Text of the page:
“Can you see the sunlight?” He says while smiling. “Keep it with you forever.” He closes his eyes.

The heart monitor he’s wired up to changes the line’s color from white into red, and holds down a beep. I feel horrified, inconsolable, and incensed all at the same time. My brother just died. It’s all my fault. Can I ever be forgiven?

—————

The doctor who is in the room with me, who is promoted to a higher level than me, starts to examine Uilleam’s records after a short while. I know that he’ll realize that his kidney wasn’t fixed correctly at first, and then I don’t even want to think about what will happen. This is already a horrible week and I can’t handle it being any worse.

“Did you do the original surgery on his kidney 5 months ago?” he asks me. I nod a yes. “Well it was very poorly done. What happened to you? This is the worst job I’ve ever seen!” He says. I have no idea what to say.

“Maybe I just …” I can’t finish the sentence.

“Get out,” he says. I look up at him.

“What!” I say sounding surprised for an unknown reason.

“I’m firing you,” he says. “You clearly lack the skills needed to work here, so I highly suggest that you get out. You no longer work here.” I leave without another word. My life is about to go through the biggest change ever.

—————

Three years ago my brother died, all because of me, and two days later, we had a funeral for him. My dad ran the funeral, and I didn’t say much. I kept quiet and had no clue what to do next. But I didn’t cry. Not at all. Although I don’t know if that’s a good thing or a bad thing. Two years later my dad passed away from old age. He was 91. Now I’m all alone in this world. No one and nothing left cares at all about me. I got a job at a restaurant to try to make some money but I’m barely making anything. I also never sold my father’s house. It would give me a lot of money, but it has too many memories. Finally when I’m almost facing foreclosure, I decide that I have to sell it. I jump into my car and drive over there one last time before I have to say good bye to it.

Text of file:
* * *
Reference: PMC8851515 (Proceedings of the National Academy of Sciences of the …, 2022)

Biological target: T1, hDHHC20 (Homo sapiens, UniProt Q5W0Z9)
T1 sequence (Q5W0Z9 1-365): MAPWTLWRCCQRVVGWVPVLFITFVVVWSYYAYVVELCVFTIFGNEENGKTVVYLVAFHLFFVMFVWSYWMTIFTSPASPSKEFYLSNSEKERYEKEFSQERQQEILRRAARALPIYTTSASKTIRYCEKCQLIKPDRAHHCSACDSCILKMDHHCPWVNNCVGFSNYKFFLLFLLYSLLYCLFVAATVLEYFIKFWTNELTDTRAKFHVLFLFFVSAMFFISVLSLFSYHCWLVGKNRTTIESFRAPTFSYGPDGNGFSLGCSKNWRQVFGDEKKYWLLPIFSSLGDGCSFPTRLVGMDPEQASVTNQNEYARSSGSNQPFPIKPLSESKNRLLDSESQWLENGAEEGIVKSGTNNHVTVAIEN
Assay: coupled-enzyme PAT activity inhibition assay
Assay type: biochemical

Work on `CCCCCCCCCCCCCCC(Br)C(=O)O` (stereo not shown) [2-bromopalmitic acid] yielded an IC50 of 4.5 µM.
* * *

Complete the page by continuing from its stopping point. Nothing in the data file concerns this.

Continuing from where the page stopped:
When I reach, it takes me a while to get into the house. This is the first time I’ve walked in here since I picked dad up to go visit Uilleam years ago. I look around the house one last time before leaving. Upon exiting though, I remember that when I was a kid before my mother died, I always used to look under the mat on our porch to see if there was a secret letter. I started doing this after I read a short book about spies. I look under it one last time. Greatly to my surprise, there is a letter there. I open it. It’s from Uilleam, written the day of his death. It reads…

 

Dear Quinn,

If you are reading this, than I am probably already dead. I put it here just before the ambulance took me to the hospital. I want you to know that I couldn’t live with my guilt after mom died. I was overjoyed when you managed to forgive me. I have decided to leave my  entire will in your name. You will inherit all my money. I always used to tell you to be strong when we were kids, but now, I’m telling you to stay strong.

 

Your brother, Uilleam.

State
MI
Zip Code
48105